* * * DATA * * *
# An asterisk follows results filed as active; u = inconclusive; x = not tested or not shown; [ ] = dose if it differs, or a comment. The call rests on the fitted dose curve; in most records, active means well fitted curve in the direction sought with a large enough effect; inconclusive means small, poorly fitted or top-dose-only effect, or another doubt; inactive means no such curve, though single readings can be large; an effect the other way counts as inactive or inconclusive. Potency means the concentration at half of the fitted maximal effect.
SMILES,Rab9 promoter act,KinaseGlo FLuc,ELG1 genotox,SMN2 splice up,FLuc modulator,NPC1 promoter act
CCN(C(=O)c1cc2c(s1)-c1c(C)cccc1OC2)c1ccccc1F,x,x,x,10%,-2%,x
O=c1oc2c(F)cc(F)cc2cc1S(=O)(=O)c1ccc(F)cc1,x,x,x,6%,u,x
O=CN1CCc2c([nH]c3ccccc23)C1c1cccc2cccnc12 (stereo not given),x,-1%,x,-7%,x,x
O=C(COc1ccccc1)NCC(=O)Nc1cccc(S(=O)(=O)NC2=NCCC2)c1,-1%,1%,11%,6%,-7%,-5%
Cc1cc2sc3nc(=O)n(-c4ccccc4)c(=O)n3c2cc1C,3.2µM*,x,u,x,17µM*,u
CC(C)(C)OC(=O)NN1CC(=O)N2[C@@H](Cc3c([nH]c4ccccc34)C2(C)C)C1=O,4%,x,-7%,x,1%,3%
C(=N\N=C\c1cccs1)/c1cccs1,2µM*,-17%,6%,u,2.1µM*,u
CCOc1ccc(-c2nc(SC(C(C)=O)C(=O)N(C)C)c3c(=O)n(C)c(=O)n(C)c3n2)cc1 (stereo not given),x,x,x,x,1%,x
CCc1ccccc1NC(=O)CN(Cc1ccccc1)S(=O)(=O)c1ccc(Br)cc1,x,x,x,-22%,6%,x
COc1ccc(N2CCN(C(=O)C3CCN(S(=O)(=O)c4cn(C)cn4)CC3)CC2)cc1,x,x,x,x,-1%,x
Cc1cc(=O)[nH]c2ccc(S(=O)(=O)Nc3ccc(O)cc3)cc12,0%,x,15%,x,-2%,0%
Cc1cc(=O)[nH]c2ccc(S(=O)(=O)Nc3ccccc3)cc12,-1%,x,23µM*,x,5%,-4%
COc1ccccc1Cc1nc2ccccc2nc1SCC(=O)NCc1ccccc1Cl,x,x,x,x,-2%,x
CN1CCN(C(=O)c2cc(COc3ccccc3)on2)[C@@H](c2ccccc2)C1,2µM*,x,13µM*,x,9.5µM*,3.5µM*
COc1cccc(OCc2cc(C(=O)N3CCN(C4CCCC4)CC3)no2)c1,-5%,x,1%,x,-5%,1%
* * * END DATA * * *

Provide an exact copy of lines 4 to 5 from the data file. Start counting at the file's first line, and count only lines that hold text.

O=c1oc2c(F)cc(F)cc2cc1S(=O)(=O)c1ccc(F)cc1,x,x,x,6%,u,x
O=CN1CCc2c([nH]c3ccccc23)C1c1cccc2cccnc12 (stereo not given),x,-1%,x,-7%,x,x